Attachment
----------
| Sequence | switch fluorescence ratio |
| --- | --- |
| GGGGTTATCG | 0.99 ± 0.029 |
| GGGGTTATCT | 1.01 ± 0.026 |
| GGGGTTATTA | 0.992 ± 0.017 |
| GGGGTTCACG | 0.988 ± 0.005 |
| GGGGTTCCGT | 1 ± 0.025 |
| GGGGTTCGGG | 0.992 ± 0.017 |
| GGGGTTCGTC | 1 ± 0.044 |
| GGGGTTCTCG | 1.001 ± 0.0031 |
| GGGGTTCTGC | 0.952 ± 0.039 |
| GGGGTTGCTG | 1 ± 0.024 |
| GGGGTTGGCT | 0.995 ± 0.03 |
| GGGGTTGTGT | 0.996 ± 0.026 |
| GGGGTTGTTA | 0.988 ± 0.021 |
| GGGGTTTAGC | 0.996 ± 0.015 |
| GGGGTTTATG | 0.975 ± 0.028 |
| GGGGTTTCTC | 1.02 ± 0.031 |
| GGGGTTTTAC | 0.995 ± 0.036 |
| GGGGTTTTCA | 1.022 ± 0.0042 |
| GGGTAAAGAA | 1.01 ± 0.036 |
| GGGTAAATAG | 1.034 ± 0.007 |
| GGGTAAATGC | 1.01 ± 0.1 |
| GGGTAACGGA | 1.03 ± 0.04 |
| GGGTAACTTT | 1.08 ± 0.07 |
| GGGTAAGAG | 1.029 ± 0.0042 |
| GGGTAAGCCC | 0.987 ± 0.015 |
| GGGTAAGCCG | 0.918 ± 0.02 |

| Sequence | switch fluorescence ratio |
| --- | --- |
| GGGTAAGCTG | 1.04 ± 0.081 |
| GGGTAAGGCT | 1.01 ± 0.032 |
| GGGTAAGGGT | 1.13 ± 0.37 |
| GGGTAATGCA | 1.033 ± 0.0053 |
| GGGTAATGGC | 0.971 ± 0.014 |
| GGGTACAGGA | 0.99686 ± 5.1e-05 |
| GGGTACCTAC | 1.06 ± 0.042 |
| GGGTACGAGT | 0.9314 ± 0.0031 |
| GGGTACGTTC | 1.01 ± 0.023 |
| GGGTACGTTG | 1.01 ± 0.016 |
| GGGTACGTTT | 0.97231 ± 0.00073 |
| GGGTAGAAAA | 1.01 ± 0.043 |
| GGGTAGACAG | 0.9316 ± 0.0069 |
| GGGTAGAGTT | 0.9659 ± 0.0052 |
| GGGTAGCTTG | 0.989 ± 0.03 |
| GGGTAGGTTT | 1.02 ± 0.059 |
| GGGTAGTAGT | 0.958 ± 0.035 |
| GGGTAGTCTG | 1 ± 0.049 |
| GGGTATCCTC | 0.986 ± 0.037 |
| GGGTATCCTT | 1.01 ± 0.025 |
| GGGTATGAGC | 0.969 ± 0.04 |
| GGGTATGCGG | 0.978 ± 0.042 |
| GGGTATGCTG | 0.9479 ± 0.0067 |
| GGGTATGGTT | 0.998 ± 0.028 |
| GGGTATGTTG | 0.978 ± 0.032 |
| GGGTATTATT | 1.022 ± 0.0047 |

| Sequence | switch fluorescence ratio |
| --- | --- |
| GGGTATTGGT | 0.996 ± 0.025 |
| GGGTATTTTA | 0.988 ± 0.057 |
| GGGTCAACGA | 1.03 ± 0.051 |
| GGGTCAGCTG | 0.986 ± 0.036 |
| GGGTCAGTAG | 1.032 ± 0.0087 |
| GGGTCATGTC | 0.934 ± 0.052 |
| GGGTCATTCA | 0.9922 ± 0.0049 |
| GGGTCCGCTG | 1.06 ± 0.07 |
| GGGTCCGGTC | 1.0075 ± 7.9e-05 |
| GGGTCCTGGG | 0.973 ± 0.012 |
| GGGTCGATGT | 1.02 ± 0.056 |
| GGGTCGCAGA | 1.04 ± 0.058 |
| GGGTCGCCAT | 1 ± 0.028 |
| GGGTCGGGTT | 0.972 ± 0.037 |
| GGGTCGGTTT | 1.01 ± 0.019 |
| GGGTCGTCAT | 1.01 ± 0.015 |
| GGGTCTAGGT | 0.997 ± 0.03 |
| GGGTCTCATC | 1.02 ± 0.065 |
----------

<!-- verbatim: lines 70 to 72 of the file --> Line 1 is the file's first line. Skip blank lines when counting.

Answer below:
| GGGTCGCAGA | 1.04 ± 0.058 |
| GGGTCGCCAT | 1 ± 0.028 |
| GGGTCGGGTT | 0.972 ± 0.037 |